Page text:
Holmes feels there are more healthy stores and restaurants on the north side of town, and there are no businesses on the south side that promote healthy or vegan style restaurants or stores. At the festival, he will demonstrate to the crowd collard green rolls and avocado toast.

Ray Wunderlich of WunderFarms will give a presentation on Backyard Gardening and Composting 101 at the festival.

“I like building, educating the community, and providing nutritious food to people who don’t have access or can’t afford it,” Wunderlich stated. “I get joy in people appreciating the fresh vegetables, and I’ve given over seven tons of food in the last 10 years.”

WunderFarms is a group of four community gardens with approximately 50 volunteers, located at Edgemoor, Lealman, Allendale Methodist Church and a parcel on Ninth Avenue South. Their mission is to provide the most nutrient-dense produce to the neediest populations in our community, to educate people on organic farming while pursuing sustainable practices, to cultivate a community of engaged urban farmers.

In the 2018-19 season, WunderFarms donated 1,800 pounds of organic vegetables to the St. Petersburg Free Clinic, Daystar Life Center, Wesley Presbyterian Church, Refugees of Tampa Bay and the Ronald McDonald House. Another 1,700 pounds were given to volunteers and sold to local restaurants.

“I want to encourage and actively help the Collard Green Festival,” Wunderlich said. “It is unique to our state and for the betterment of health for the African-American community.”

Collard Green Festival board member Samantha Harris said the festival will have a well- thought out schedule for the entire day. She also emphasized the great business opportunity for small businesses in St. Pete and the surrounding areas.

“This is a great opportunity [for the vendors],” Harris stated. “People from every demographic attend the festival. Vendors will get to meet people in their own backyard and build relationships within the community.  You never know who’s going to taste your food or buy your merchandise.”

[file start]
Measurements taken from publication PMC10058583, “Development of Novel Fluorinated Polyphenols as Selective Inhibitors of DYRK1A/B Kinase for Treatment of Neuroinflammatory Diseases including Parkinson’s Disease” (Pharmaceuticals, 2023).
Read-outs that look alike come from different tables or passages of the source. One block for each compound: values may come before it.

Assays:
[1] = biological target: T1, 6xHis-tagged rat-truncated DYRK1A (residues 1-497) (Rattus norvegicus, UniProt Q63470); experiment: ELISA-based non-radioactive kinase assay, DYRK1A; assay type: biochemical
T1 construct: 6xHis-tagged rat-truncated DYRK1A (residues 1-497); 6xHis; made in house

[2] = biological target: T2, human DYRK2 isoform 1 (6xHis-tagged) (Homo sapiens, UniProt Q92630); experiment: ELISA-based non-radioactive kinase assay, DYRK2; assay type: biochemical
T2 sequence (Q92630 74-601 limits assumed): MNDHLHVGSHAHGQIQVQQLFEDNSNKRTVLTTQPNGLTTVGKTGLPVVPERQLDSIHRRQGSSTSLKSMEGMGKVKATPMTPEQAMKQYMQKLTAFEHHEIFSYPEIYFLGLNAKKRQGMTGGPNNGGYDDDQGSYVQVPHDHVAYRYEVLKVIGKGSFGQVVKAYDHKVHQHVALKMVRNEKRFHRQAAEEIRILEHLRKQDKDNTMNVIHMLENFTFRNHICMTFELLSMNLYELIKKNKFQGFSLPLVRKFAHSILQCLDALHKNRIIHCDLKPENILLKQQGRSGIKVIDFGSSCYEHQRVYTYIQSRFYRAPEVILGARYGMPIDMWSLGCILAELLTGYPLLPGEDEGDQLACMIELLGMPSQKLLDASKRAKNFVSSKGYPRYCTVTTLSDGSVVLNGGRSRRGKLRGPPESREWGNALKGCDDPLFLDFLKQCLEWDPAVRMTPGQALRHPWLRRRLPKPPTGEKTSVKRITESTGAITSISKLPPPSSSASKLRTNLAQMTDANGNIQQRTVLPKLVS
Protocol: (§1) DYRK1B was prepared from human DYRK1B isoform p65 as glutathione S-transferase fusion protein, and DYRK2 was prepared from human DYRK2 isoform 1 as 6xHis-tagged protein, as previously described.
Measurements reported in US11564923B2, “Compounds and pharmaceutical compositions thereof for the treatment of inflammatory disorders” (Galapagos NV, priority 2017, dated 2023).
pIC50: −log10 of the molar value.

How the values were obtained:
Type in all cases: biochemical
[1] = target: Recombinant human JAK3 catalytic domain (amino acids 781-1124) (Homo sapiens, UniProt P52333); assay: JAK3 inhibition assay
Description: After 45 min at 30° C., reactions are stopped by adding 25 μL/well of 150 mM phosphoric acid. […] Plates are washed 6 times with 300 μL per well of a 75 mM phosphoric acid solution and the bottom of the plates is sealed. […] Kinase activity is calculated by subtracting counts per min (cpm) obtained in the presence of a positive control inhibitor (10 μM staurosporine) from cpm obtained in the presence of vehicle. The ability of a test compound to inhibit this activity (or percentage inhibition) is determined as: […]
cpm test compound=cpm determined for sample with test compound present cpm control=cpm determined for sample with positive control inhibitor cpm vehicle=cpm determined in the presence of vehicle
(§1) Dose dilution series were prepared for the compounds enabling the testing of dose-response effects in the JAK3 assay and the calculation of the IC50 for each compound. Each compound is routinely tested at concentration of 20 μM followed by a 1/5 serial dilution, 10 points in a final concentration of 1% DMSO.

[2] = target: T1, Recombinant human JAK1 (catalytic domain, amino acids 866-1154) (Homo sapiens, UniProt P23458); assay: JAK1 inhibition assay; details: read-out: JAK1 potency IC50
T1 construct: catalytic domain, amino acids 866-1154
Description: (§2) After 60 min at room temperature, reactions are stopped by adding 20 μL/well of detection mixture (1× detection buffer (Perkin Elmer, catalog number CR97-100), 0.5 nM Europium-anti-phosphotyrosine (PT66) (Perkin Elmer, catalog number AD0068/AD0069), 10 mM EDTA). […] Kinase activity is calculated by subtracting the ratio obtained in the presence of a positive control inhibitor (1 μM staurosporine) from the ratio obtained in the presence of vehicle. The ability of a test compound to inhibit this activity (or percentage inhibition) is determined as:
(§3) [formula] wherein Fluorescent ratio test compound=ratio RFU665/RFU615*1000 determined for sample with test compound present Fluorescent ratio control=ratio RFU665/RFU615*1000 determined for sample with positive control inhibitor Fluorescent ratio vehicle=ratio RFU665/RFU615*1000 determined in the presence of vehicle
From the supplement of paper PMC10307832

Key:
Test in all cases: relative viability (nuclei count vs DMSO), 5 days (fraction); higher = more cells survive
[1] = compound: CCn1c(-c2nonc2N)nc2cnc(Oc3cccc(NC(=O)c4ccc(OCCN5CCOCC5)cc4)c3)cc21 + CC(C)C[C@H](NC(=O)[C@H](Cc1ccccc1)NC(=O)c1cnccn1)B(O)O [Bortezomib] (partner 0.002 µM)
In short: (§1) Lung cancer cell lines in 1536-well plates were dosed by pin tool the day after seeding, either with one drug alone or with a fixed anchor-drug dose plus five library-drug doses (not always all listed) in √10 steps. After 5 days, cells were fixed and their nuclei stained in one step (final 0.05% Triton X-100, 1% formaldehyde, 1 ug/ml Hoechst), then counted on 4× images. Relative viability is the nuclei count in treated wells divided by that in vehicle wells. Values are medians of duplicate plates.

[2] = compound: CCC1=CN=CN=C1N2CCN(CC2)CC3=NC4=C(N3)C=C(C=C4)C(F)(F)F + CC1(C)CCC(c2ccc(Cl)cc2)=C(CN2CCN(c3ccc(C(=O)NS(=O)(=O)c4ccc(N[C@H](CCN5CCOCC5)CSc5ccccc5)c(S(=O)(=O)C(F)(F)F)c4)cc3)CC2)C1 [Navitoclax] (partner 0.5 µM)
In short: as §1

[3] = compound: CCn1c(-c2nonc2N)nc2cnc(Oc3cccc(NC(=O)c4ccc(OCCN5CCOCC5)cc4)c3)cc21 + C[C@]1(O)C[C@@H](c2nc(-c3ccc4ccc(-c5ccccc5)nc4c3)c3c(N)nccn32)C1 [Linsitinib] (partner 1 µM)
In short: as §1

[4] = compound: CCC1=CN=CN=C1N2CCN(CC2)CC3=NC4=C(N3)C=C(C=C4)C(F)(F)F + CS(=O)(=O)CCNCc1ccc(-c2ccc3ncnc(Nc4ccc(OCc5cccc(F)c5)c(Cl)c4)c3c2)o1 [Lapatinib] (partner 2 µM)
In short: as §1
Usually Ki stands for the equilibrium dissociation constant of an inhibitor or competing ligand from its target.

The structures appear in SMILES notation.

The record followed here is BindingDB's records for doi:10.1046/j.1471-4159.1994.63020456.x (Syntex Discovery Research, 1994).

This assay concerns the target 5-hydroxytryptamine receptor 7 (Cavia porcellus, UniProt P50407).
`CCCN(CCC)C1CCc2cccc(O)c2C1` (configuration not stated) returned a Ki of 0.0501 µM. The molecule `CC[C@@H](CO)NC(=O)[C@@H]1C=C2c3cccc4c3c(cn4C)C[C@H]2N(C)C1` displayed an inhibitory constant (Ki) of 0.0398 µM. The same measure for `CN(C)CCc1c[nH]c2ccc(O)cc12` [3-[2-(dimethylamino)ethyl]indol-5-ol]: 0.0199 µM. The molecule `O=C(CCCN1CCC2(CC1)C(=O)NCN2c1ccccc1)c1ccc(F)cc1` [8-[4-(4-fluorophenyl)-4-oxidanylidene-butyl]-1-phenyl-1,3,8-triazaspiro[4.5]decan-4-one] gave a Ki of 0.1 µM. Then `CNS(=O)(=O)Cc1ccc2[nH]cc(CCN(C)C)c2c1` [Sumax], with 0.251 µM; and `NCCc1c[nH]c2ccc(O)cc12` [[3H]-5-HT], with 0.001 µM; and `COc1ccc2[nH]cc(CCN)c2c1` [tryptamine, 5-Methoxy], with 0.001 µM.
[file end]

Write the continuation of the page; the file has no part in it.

According to Harris, she and the other board members including Boyzell Hosey, Andrida Hosey, LaDonna Butler and Eve Hemby-Jones feel that their passion and goals are reflected in their mission statement: “To inspire healthier communities through urban agriculture, culinary experience, nutritional education, fitness, and family fun.”

“Health is wealth,” exclaimed Harris. “The Tampa Bay Collard Green Festival Inc. from its inception, focuses on lifestyle habits that disproportionately plague the African-American community.  By making small changes in the way we grow and prepare food to incorporating daily physical activity, we can live better lives and teach the next generation to do the same by example.”

This year’s KidZone partnered with Urban Youth Farm, Bartlett Park Community Garden, and Miss Jo’s Garden sponsored by The Gathering Women, Inc. Josephine Lampley, co-founder of Miss Jo’s Garden, recently passed, and her impact and memories still resonate throughout the community.

“For Miss Jo, her garden was much more than just a set of raised beds. Rather, it’s an open and welcoming space that encourages the community and students not just to sow seeds and vegetables, but to sow the seeds of community and creativity,” said Samantha Richardson, president of the Gathering of Women.

“Miss Jo’s Garden provides an expressive outlet for youth in south St. Petersburg through maintaining the garden and learning how to grow vegetables, fruits, and herbs all under the watchful, caring eye and heart of Miss Jo.”

The Tampa Bay Collard Greens Festival is free to the public and takes place Saturday, Feb. 15, on 22nd Street & Ninth Avenue South from 10 -5 p.m. For more information, call 727-219-1781 or visit tampabaycollardgreenfestival.org.

Collards After Dark, an Evening with Toni Tipton-Martin happens Friday, Feb. 14 at Tombolo Books 2153 First Avenue North, St. Petersburg from 6-9:30 p.m. Tickets are $25 or $60 (includes a signed copy of her book). For more information, call 727-219-1781.